Yields may not be as high this year as in last year’s plots, especially as during five days over Christmas, which is when the wheat ears fill, drizzly rain fell. But the only day that really matters is the day of harvest.

Last year yields were just shy of 17t/ha, and in the next door paddock David grew a commercial crop of wheat which also reached 17t/ha.

But it’s not the peak tonnage which is most important commercially, rather it is learning how to bring the average crop up as high as possible.

The arable industry is concerned it has been losing ground to dairy, so moves such as this to improve the economics of cropping by increasing yield will help keep land in arable crops.

About 50,000ha of wheat are grown in NZ, and one of the industry goals is to make NZ more self sufficient in wheat production. Milling wheats are imported from Australia. David says “If we can increase yields we can have a bigger chunk of the domestic market. We need to make sure the research is done in a way which is sustainable so we don’t have to spend a lot more money on the crop. There were big yield gains in wheat in the early 2000s, but there is a bit of a barrier between the 15 and 16t/ha level. This research will help us understand what limitations there are to that barrier.”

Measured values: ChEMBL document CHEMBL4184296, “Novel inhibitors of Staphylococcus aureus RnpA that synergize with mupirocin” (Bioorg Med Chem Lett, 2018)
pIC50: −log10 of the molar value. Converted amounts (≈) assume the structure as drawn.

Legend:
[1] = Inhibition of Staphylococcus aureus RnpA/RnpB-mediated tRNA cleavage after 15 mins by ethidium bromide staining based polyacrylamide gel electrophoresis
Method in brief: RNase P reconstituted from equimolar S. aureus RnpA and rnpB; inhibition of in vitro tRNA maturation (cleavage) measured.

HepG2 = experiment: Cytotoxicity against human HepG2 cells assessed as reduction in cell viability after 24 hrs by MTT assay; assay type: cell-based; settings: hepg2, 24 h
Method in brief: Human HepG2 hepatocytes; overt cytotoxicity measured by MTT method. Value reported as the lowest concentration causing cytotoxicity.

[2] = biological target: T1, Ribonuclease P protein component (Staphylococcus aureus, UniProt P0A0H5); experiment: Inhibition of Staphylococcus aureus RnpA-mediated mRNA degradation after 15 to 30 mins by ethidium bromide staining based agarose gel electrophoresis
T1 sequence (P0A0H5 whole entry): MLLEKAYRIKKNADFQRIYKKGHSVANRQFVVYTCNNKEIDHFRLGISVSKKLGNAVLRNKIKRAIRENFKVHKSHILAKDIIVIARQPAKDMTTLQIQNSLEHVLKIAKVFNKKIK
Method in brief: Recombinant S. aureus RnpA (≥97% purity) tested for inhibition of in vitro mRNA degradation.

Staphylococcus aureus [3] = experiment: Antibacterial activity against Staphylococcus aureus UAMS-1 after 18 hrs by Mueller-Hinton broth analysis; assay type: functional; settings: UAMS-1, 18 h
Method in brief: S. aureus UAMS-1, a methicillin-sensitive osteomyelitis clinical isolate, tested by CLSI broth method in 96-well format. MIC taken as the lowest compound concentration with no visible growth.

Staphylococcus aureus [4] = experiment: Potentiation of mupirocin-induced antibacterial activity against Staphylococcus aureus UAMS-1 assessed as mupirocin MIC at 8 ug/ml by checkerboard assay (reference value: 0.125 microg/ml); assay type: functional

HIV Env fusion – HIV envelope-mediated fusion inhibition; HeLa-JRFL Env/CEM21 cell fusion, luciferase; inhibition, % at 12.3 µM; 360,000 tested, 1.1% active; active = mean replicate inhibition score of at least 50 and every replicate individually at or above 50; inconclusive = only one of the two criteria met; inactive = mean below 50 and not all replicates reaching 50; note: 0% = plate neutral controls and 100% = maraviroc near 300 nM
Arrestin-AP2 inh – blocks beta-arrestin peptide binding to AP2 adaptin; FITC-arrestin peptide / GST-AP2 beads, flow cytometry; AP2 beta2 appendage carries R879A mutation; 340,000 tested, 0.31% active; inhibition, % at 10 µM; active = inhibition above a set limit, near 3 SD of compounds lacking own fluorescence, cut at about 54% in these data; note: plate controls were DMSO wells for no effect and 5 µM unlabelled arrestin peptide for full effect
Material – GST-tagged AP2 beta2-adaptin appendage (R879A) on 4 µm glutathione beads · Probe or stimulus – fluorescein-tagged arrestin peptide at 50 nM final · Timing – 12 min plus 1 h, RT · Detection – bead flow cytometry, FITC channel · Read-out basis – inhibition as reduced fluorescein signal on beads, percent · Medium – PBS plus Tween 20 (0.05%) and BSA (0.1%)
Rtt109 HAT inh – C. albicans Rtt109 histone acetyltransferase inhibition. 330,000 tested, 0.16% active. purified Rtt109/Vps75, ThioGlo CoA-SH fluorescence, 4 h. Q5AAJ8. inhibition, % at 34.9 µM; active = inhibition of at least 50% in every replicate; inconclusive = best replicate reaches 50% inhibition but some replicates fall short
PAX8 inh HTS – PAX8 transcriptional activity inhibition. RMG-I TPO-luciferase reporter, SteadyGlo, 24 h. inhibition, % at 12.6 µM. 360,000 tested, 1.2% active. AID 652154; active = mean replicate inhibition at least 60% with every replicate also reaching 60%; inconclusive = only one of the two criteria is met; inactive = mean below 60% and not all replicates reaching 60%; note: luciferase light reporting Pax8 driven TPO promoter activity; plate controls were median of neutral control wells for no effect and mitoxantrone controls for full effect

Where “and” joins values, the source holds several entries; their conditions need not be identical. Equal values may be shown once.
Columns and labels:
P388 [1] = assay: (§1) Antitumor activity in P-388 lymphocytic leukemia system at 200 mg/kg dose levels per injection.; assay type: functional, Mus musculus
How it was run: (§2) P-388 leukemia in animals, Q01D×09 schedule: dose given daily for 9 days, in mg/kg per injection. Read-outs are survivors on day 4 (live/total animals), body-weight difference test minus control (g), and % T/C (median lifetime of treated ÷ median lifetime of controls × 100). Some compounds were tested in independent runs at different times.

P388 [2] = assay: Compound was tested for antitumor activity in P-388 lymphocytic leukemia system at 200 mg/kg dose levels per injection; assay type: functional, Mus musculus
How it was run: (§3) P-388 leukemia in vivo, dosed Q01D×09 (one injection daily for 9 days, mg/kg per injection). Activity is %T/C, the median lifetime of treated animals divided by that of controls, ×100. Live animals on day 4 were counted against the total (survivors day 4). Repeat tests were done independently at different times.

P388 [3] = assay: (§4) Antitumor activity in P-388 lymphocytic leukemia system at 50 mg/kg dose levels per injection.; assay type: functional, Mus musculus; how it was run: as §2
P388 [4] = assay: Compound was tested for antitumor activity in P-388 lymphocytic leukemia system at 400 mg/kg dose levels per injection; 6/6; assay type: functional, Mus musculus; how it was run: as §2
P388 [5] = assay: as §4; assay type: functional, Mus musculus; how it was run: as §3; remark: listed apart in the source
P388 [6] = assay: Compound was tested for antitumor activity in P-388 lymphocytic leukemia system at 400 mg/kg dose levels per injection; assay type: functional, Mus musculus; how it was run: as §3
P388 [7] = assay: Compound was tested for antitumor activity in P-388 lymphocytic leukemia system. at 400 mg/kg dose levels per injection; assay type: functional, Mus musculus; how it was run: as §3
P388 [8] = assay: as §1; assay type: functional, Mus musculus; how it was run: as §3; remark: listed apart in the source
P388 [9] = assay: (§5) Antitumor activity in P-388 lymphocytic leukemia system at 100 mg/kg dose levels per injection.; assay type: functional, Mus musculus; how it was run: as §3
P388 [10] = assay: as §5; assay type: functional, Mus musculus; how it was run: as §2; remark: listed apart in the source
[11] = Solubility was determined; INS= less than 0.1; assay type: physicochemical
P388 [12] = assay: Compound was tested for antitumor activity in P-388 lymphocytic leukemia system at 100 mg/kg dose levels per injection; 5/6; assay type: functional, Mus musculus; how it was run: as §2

Wheat is the backbone of the Birkett’s operation, with 55ha grown this year.  Half of their production is sold to a feed mill for chickens, the other half sold on the open market, either going into the dairy industry or chickens.

They have 10-12 crops in their rotation, including white clover for seed, grasses for seed, hybrid radish and hybrid cabbage seed, red beet, peas and beans for Watties, dry peas and beans for seed, barley, and lucerne.